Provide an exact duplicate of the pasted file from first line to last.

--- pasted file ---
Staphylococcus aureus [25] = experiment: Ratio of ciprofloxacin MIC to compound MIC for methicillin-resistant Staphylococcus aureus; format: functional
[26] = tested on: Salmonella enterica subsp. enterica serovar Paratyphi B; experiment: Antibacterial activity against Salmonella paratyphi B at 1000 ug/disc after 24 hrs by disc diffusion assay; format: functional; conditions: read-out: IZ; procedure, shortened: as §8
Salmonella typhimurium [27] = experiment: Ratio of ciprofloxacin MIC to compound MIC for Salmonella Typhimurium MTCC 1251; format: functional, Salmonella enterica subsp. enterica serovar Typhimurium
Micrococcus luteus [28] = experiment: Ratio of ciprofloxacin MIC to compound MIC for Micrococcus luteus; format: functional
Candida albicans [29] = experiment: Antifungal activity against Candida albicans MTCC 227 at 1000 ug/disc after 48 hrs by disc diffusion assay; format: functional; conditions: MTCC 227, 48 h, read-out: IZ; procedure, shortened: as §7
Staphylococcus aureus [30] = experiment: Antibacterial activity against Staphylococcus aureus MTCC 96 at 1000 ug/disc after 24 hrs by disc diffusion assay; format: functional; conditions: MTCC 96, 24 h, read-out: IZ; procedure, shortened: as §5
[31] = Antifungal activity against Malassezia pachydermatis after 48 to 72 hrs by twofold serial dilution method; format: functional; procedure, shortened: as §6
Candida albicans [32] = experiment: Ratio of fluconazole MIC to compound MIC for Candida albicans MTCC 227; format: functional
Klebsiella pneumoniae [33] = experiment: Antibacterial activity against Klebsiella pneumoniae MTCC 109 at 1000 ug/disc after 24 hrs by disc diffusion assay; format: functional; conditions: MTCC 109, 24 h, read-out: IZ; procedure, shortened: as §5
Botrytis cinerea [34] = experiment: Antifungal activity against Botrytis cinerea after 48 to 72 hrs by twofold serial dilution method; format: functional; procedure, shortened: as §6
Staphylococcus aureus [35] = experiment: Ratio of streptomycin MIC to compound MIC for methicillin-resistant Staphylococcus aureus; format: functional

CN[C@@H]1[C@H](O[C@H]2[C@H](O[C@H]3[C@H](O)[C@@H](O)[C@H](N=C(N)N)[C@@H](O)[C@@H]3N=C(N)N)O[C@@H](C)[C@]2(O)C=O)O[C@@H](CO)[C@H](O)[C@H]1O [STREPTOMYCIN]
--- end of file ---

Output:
Staphylococcus aureus [25] = experiment: Ratio of ciprofloxacin MIC to compound MIC for methicillin-resistant Staphylococcus aureus; format: functional
[26] = tested on: Salmonella enterica subsp. enterica serovar Paratyphi B; experiment: Antibacterial activity against Salmonella paratyphi B at 1000 ug/disc after 24 hrs by disc diffusion assay; format: functional; conditions: read-out: IZ; procedure, shortened: as §8
Salmonella typhimurium [27] = experiment: Ratio of ciprofloxacin MIC to compound MIC for Salmonella Typhimurium MTCC 1251; format: functional, Salmonella enterica subsp. enterica serovar Typhimurium
Micrococcus luteus [28] = experiment: Ratio of ciprofloxacin MIC to compound MIC for Micrococcus luteus; format: functional
Candida albicans [29] = experiment: Antifungal activity against Candida albicans MTCC 227 at 1000 ug/disc after 48 hrs by disc diffusion assay; format: functional; conditions: MTCC 227, 48 h, read-out: IZ; procedure, shortened: as §7
Staphylococcus aureus [30] = experiment: Antibacterial activity against Staphylococcus aureus MTCC 96 at 1000 ug/disc after 24 hrs by disc diffusion assay; format: functional; conditions: MTCC 96, 24 h, read-out: IZ; procedure, shortened: as §5
[31] = Antifungal activity against Malassezia pachydermatis after 48 to 72 hrs by twofold serial dilution method; format: functional; procedure, shortened: as §6
Candida albicans [32] = experiment: Ratio of fluconazole MIC to compound MIC for Candida albicans MTCC 227; format: functional
Klebsiella pneumoniae [33] = experiment: Antibacterial activity against Klebsiella pneumoniae MTCC 109 at 1000 ug/disc after 24 hrs by disc diffusion assay; format: functional; conditions: MTCC 109, 24 h, read-out: IZ; procedure, shortened: as §5
Botrytis cinerea [34] = experiment: Antifungal activity against Botrytis cinerea after 48 to 72 hrs by twofold serial dilution method; format: functional; procedure, shortened: as §6
Staphylococcus aureus [35] = experiment: Ratio of streptomycin MIC to compound MIC for methicillin-resistant Staphylococcus aureus; format: functional

CN[C@@H]1[C@H](O[C@H]2[C@H](O[C@H]3[C@H](O)[C@@H](O)[C@H](N=C(N)N)[C@@H](O)[C@@H]3N=C(N)N)O[C@@H](C)[C@]2(O)C=O)O[C@@H](CO)[C@H](O)[C@H]1O [STREPTOMYCIN]